The 2017 Clean Growth Strategy was generally well received, but as with any new strategy the real challenge is implementation. So what will help it to gain the traction that it needs?
In 2016 I wrote in anticipation of, and I have to admit with a growing modicum of excitement, about the forthcoming Industrial Strategy for the UK. The Industrial Strategy has the potential to weave together the strands of our economy (skills, companies, institutions, innovation and research capacity and so on) with a clearer sense of purpose, and also place.
I also wondered if the strategy could provide a not so gentle nudge to the country’s transition to a low carbon economy after a period of, well, a little confusion. In unlocking the cleantech premium for the UK’s Industrial Strategy I wrote about the potential for the strategy to unlock an exportable economic premium from the UK’s cleantech expertise. Looking to play to our strengths, I also highlighted that we do have years of practical experience deploying environmental technologies, industrial and engineering solutions in a densely populated country with limited resources.
Since then much has happened, on paper anyway. As a backdrop the global approach enshrined in the Paris agreement has been followed up, and has started to be followed through, by most countries and businesses alike. In the UK, consultation on Building our Industrial Strategy early in 2017 preceded the October publication of the consultation draft of the Clean Growth Strategy. Clean growth was then framed as one of four Grand Challenges in the Industrial Strategy: building a Britain fit for the future white paper in November.
Also let’s not overlook what is perhaps the critical third leg of the refurbished low carbon economy stool. That is the interim National Infrastructure Assessment from the National Infrastructure Commission which looks out to 2050 and pinpoints carbon alongside congestion and capacity as the big priority areas. We may now also have some slick wheels to bolt onto said stool in the form of industrial digitalisation, as articulated in the Made Smarter review and in turn its potential highlighted by some commentators to improve productivity through resource efficiency.
The implementation conundrum
So assuming that the Clean Growth Strategy and its counterpart strategic documents are on the right lines, all we have to do now is implement all of this stuff. It is definitely a “we” by the way, as businesses, communities nor Government could possibly do this alone.
Of course as many leaders will attest, fully embedding and implementing a new strategy is tough. But without proper implementation, a strategy is rather like visiting a restaurant, admiring the menu over a quick aperitif and then going home with an empty stomach.
Or in the words of business guru Jim Collins, “Building a visionary company requires one percent vision and 99 percent alignment”. And so it is for the Clean Growth and Industrial Strategies, we are now at that crucial point where the recycled rubber needs to hit the solar paneled road, so to speak.
How has the Strategy stood up to initial scrutiny?
It is important to touch on the content of the Clean Growth Strategy – though I cannot do it justice here to the extent of many others have reviewed and considered it from various perspectives (* see below). The consensus seems to be that the Strategy is indeed on the right track and should be welcomed. The multi-faceted benefits of a low carbon pathway for the UK are certainly embraced by the Strategy i.e. productivity, jobs, distribution of earning power, environmental and global climate protection.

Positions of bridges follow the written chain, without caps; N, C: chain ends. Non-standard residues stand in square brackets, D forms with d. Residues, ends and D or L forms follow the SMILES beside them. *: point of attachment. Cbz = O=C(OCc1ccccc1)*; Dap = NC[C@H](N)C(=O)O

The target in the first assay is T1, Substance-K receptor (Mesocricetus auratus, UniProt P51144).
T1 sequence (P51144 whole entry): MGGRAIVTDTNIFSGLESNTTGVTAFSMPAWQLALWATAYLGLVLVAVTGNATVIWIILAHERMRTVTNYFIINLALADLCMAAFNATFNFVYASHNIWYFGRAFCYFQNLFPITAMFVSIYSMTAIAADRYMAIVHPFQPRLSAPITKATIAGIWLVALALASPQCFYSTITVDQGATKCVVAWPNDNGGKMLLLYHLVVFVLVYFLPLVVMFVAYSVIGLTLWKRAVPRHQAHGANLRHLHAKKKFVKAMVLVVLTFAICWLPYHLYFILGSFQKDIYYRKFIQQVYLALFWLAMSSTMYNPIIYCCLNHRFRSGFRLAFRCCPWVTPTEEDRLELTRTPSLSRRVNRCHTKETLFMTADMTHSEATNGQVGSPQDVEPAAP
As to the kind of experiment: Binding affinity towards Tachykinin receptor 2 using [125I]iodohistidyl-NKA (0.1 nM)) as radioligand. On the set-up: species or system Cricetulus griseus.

Whether the Strategy is largely back to the future (i.e. that we had similar plans that did not reach fruition), or a genuine sea change with the notable shift in mindset from a “least cost” approach to securing industrial and economic opportunity is an interesting debate. There are also naturally criticisms over certain omissions or areas of emphasis. But the overwhelming concerns do centre around it only being a strategy rather than a fully worked plan as it was originally mooted to be, and whether it establishes a clear enough pathway to deliver with the right players involved. As one commentator puts it, “Ambitious but toothless”. We are therefore back to the question about how to implement it, and I think a critical and entirely related point about confidence.
Catalysts for implementation
There is still a lot to do then to ensure that the Clean Growth Strategy as a component of the Industrial Strategy can move into delivering action and creating opportunity.
Implementation is a complex task, particularly when doing it at the country scale where systems of systems will need to adjust to accommodate the change.
At this stage I believe that two catalysts could be particularly important to make the jump fully into implementation mode: 1) confident commitment; and 2) new metrics.
1) Confident commitment
Despite statements such as “our Strategy for clean growth starts from a position of strength”, and the backdrop that our international and national emissions reduction commitments that are stronger than ever, parts of the forward Strategy do still feel somewhat vague, even tentative. In places the concept of clean growth is described in terms of an option that we “can” or “could” take forward if we take on a challenge that “will not be easy”. And it is widely recognised that the UK’s energy and industrial sectors in are wary following perceived inconsistencies and false starts in policy and funding decisions (e.g. on business and domestic carbon reduction/energy efficiency and carbon capture & storage). In the context of the scale of investment and rapid pace of industrial transformation elsewhere in the world, even small seeds of doubt or uncertainty about the overall direction of travel could prove costly.